Lecture 15 - Resistors. Circuits. Power

Lecture 15 - Resistors. Circuits. Power - ACT Switch on the...

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1 Lecture 15 Power. Circuits. A. Equal to the time needed by the electrons in the socket to get to the lamp. ACT: Switch on the lamp When a lamp is switched on, the time it takes to light up is: Typical drift B. Zero, it’s instantaneous. C. Very short but not zero, the current is established in the wires at the speed of light. Electric fields propagate at the speed of light… speed is ~ 1 mm/s!! Power dissipation in a resistor Battery Supplied energy (tries to accelerate electrons) Resistor = - Supplied energy Dissipated energy (slows electrons down. Energy is transformed into thermal energy, light, etc) Work by the electric field when a charge d q moves across a potential difference V : supplied W Vdq  Power supplied: supplied supplied dq PV I dt  Power dissipated (in resistor): dissipated supplied PP PIV 2 2 PIR R  For Ohmic resistors Example: Resistance of a bulb Power dissipation can be bad (loss in transmission wires) or good (bulb, hair drier, etc) Example: 75-W bulb 2 2 US 120 V 192 75 W P DEMO: Current through a pickle Or for fun:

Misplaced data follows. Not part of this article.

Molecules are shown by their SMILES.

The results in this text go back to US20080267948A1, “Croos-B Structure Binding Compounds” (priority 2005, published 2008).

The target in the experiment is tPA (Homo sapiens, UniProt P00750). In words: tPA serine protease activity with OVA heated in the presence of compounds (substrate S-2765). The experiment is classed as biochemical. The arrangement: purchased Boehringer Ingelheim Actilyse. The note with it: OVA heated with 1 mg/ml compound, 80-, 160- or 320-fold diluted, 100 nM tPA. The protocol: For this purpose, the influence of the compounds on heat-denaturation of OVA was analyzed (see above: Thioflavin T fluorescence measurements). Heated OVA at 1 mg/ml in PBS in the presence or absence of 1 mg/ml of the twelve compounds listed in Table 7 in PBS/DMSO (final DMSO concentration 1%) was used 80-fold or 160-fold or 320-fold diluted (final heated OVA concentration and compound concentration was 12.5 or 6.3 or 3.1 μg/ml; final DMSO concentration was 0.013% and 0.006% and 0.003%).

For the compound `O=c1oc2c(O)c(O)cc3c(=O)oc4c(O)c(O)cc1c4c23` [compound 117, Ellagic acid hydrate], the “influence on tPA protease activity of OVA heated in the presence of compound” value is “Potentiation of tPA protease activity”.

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2 ACT: Traveling to Europe 22 Your hairdryer is labeled 1500 W. If you take it with you on your summer tour through Europe, where the outlets have 220 V, (and buy the adapters for the different outlet shapes), what will happen to the hairdryer? A. It will work just as in the US. B. It will be weaker. C. You’ll have to buy a new hairdryer because this one will burn down as soon as you connect it.
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Lecture 15 - Resistors. Circuits. Power - ACT Switch on the...

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